The Federal Government says it is hiring an additional 1,000 Centrelink call centre operators.

With an average wait time of 15 minutes on the phone for Centrelink customers, and some people left hanging for over and hour, Human Services Minister Michael Keenan says wait times are clearly too long.

“We want to make sure that when you deal with the Government you get the best possible service,” he said.

“We know the service that people have been receiving isn't satisfactory and we've been doing things to address that.”

The Government last year contracted the multinational giant Serco to hire 250 new call centre staff, and Mr Keenan says the private sector will be used for the hiring again this time.

“There is no reason why private operators can't do it as efficiently as permanent staff and we've trialled this with the 250 people that we've already employed to do it and we've had independent evaluations done that show this is an effective way to enhance our service delivery,” he said.

“We use private companies all the time.

“The Australian Taxation Office has been using private companies for the past decade for their call centre operations which has been very successful. That's one of the sensible things the Labor Party did when they were in Government,” he said.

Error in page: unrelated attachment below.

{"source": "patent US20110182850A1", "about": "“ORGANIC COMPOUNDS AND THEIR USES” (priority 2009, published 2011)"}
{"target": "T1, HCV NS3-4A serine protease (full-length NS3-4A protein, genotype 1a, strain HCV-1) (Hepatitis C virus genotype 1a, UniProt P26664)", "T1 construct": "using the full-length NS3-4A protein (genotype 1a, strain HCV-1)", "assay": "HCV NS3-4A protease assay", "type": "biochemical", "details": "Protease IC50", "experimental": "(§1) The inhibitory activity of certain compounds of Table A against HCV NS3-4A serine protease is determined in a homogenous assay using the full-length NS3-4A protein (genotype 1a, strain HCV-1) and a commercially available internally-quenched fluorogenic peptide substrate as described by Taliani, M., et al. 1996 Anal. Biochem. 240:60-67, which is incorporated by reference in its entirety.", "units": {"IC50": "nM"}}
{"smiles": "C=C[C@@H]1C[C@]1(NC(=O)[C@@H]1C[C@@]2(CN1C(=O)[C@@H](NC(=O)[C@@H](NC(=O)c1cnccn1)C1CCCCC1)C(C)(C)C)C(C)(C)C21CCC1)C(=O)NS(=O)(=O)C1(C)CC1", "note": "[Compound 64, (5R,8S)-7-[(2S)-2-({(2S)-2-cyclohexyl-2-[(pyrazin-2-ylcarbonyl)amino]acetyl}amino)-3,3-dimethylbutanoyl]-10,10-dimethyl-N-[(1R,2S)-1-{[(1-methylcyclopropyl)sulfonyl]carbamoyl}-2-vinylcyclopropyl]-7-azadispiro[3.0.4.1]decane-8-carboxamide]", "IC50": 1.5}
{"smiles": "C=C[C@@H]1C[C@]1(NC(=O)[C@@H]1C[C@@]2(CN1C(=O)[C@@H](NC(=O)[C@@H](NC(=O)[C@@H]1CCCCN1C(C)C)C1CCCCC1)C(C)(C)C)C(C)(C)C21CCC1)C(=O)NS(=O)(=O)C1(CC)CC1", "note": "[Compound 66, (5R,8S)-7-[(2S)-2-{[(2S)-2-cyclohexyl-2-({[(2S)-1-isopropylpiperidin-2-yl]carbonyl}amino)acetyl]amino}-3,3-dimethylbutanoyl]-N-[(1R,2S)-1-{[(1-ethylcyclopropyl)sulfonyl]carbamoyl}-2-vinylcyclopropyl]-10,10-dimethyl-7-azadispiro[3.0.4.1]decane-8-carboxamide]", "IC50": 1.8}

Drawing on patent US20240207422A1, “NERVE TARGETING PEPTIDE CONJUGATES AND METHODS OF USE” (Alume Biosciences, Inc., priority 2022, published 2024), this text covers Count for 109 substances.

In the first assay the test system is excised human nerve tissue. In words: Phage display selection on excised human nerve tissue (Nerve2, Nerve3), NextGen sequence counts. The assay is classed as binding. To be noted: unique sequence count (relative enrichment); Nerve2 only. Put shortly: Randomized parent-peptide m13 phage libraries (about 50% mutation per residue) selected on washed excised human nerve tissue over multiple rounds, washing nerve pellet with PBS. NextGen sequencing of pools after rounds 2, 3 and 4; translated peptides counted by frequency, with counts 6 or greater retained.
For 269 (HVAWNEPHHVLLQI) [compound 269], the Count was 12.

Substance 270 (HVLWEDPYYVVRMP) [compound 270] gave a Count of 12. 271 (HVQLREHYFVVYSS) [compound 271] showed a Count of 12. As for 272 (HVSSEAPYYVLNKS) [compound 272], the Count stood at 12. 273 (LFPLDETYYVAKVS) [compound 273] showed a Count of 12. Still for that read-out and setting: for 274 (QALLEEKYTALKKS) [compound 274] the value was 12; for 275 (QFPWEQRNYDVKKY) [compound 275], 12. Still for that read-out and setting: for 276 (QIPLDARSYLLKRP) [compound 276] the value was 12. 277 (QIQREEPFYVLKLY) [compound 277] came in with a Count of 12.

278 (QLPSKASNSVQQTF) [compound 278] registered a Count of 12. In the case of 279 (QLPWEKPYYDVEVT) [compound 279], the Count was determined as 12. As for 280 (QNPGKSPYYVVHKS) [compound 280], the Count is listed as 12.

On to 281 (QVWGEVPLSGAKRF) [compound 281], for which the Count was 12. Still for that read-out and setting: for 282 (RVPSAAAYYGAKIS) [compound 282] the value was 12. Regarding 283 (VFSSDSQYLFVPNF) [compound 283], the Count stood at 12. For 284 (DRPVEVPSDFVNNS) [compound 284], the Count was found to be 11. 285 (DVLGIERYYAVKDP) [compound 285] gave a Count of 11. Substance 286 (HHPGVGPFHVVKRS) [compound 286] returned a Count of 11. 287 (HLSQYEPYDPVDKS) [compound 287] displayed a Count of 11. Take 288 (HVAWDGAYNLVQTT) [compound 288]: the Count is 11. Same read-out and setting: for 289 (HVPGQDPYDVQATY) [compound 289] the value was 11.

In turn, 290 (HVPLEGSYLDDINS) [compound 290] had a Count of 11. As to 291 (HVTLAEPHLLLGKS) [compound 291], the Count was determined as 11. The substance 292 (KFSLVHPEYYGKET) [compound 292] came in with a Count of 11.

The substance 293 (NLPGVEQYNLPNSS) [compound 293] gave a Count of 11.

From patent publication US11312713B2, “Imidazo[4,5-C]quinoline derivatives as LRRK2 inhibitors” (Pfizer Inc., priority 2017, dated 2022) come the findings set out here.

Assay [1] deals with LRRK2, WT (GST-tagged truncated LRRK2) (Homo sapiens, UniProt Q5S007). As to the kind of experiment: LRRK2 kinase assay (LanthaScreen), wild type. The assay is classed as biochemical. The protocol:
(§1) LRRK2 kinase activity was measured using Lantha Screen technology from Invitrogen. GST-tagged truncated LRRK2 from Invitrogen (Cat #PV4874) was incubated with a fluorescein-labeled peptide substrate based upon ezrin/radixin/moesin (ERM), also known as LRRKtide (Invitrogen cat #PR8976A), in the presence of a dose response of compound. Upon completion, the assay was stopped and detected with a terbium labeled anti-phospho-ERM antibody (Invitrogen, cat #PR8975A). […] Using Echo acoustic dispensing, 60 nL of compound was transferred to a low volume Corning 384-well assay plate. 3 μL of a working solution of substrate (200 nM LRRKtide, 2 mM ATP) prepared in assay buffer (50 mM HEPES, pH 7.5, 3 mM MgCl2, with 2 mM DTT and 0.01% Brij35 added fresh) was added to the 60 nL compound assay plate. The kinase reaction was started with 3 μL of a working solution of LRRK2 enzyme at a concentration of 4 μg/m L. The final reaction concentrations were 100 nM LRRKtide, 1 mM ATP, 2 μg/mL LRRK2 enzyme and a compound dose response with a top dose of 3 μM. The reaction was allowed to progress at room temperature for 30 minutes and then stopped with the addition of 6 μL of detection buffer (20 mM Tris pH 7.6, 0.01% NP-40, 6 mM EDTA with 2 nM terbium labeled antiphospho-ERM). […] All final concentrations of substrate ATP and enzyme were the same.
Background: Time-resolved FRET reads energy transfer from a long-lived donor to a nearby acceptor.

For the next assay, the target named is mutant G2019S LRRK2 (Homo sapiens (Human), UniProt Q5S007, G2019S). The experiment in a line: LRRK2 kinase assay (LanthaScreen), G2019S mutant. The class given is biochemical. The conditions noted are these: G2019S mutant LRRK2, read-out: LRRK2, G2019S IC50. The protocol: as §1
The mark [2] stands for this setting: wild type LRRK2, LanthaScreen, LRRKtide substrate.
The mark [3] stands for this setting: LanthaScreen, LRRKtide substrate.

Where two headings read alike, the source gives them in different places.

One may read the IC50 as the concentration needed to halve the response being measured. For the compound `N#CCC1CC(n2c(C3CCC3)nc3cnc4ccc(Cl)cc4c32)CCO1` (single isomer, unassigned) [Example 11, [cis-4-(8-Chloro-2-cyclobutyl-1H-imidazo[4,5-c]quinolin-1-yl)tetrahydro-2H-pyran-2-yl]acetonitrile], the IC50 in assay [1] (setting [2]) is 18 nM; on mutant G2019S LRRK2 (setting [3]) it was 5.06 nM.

The new call centre operators are expected to be fully trained, based in Australia, but not permanent.

There are no details on the costs for the contract, though some media outlets are reporting it will be upwards of $200 million.

Additional staff will be put on for three years.

Mr Keenan says they will likely not be needed after that, as more Centrelink recipients turn to online options.

“Over time I hope that our digital channels will get a lot better so people will go online, we are investing heavily to make that happen,” Mr Keenan said.

“But in the meantime we are putting this very big investment into extra call centre capacity and people calling in will notice a far better experience.”

The minister would not give a figure on how much time people can expect to save.

“I don't want to put a time on it but there will be a very significant improvement in service. This is essentially another 30 per cent of call centre capacity that we [are] putting in,” he said.